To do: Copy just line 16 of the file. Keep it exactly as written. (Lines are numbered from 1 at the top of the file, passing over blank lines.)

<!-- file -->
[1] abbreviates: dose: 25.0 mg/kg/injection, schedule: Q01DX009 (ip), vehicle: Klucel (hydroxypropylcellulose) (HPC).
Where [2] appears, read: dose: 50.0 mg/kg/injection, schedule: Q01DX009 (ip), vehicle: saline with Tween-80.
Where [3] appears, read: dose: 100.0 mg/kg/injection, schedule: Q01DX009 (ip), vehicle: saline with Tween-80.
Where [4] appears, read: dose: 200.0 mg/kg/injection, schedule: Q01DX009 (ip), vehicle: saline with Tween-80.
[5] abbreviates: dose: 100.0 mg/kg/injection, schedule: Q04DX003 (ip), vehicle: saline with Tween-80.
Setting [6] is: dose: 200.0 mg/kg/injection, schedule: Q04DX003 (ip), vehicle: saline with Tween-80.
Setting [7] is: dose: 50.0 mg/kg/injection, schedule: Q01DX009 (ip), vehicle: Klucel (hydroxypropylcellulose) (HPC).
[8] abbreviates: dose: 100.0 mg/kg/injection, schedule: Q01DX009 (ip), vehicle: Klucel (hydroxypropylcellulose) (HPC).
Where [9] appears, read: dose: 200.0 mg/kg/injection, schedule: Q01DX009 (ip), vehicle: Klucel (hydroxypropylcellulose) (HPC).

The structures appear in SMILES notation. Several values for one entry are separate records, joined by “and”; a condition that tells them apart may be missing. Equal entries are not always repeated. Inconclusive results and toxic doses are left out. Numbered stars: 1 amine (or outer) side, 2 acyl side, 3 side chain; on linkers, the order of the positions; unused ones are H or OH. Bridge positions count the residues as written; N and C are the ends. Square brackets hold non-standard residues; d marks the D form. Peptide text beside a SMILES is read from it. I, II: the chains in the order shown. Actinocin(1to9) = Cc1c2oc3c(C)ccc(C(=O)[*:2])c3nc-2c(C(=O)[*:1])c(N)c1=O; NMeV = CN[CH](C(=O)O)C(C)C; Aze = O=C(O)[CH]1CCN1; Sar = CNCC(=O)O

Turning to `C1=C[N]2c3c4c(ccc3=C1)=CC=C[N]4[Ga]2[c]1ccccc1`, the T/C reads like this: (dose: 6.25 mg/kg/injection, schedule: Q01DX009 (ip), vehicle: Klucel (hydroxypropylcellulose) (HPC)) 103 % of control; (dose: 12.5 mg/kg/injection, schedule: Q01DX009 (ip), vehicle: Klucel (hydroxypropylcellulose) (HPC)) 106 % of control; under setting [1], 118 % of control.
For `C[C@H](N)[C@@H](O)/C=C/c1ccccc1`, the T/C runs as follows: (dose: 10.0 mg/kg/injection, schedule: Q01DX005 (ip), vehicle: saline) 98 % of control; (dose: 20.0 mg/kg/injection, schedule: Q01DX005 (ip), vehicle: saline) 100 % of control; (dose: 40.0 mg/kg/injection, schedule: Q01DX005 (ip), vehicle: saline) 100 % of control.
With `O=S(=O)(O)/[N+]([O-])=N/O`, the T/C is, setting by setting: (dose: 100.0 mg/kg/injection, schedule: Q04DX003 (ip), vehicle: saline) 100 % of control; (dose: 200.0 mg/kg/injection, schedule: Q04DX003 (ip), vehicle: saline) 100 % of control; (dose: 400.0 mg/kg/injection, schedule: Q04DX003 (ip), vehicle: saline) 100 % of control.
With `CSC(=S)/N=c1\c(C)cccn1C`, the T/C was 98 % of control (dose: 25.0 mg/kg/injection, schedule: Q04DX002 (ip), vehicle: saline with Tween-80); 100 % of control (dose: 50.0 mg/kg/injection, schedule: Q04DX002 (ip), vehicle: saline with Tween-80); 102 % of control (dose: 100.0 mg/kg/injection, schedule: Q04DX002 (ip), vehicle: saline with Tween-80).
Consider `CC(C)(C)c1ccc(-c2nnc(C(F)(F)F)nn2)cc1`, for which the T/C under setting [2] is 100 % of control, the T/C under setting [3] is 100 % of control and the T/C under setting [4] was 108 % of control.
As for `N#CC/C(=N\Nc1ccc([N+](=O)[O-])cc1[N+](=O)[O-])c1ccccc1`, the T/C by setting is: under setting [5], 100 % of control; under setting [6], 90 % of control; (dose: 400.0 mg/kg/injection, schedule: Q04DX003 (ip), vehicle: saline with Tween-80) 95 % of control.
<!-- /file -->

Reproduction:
As for `N#CC/C(=N\Nc1ccc([N+](=O)[O-])cc1[N+](=O)[O-])c1ccccc1`, the T/C by setting is: under setting [5], 100 % of control; under setting [6], 90 % of control; (dose: 400.0 mg/kg/injection, schedule: Q04DX003 (ip), vehicle: saline with Tween-80) 95 % of control.